Russia on Wednesdat called for a 10-hour “humanitarian pause” on Friday in Aleppo, as fighting in the besieged Syrian city started anew this past week.
Last Friday, the rebels in Aleppo began an offensive to break the government’s siege of the eastern part of the city, which has been under rebel control since 2012.
President Vladimir Putin ordered the truce in Aleppo, the Russian Defense Ministry said.
“A decision was made to introduce a ‘humanitarian pause’ in Aleppo on November 4 from 9:00 am (06:00 GMT) to 19:00,” the chief of Russia’s General Staff, Valery Gerasimov, said in a statement.
On Tuesday, Russian Defense Minister Sergei Shoigu accused the rebels of massive shelling of residential areas in the city.
Shoigu said over 2,000 militants, backed by dozens of tanks and armored vehicles, had launched attacks on living quarters, schools and hospitals in the government-controlled part of the city. He also claimed the rebels had blocked civilians from leaving the rebel-controlled neighborhoods, killing dozens.
Shoigu said that a Russian moratorium on conducting airstrikes on Aleppo entered a 16th day Tuesday.
Last week, the Russian military publicly requested that Putin allow the resumption of airstrikes due to the rebel offensive, but Putin rejected the request.
Putin’s spokesman, Dmitry Peskov, said the president believes that Friday’s “humanitarian pause” should hold, but warned that the rebel offensive could trigger a change in that policy. Peskov shrugged off a recent Times of London report alleging that Putin plans to unleash a massive aerial attack on Aleppo once the Russian aircraft carrier, the Admiral Kuznetsov, reaches Syria’s shores.
Konashenkov, the Russian Defense Ministry spokesman, sought Tuesday to turn the tables on the US criticism of Russia’s action in Syria, accusing the US-led coalition of striking civilians in the Iraqi city of Mosul.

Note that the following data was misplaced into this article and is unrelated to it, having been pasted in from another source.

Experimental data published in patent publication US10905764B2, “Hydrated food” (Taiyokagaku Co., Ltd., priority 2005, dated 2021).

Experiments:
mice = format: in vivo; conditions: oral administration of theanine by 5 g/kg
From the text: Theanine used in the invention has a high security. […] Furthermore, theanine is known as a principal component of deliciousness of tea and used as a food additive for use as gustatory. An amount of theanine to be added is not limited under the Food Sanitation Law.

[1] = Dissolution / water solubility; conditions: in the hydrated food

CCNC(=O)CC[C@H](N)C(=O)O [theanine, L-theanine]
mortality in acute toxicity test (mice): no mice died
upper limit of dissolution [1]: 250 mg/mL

Also on Tuesday, Russia’s top military officer hosted his Turkish counterpart for talks focusing on the situation in Syria, a sign of expanding military contacts between Moscow and Ankara.
The negotiations between the Russian military’s General Staff chief, Gerasimov, and his Turkish counterpart, General Hulusi Akar, followed a September meeting in Ankara. The two generals also met in October in Istanbul, where Gerasimov was part of visiting Putin’s delegation.
The Russian Defense Ministry said Tuesday that Gerasimov and Akar discussed “cooperation in settling the Syrian conflict, including the normalization of the situation around Aleppo,” along with the “situation on the Syrian-Iraqi border in the context of operations against the Islamic State group in Mosul.”
Turkey and Russia suffered a seven-month rupture in ties after Turkey in November 2015 downed a Russian warplane at the border with Syria. The rift was repaired soon after July’s failed coup in Turkey.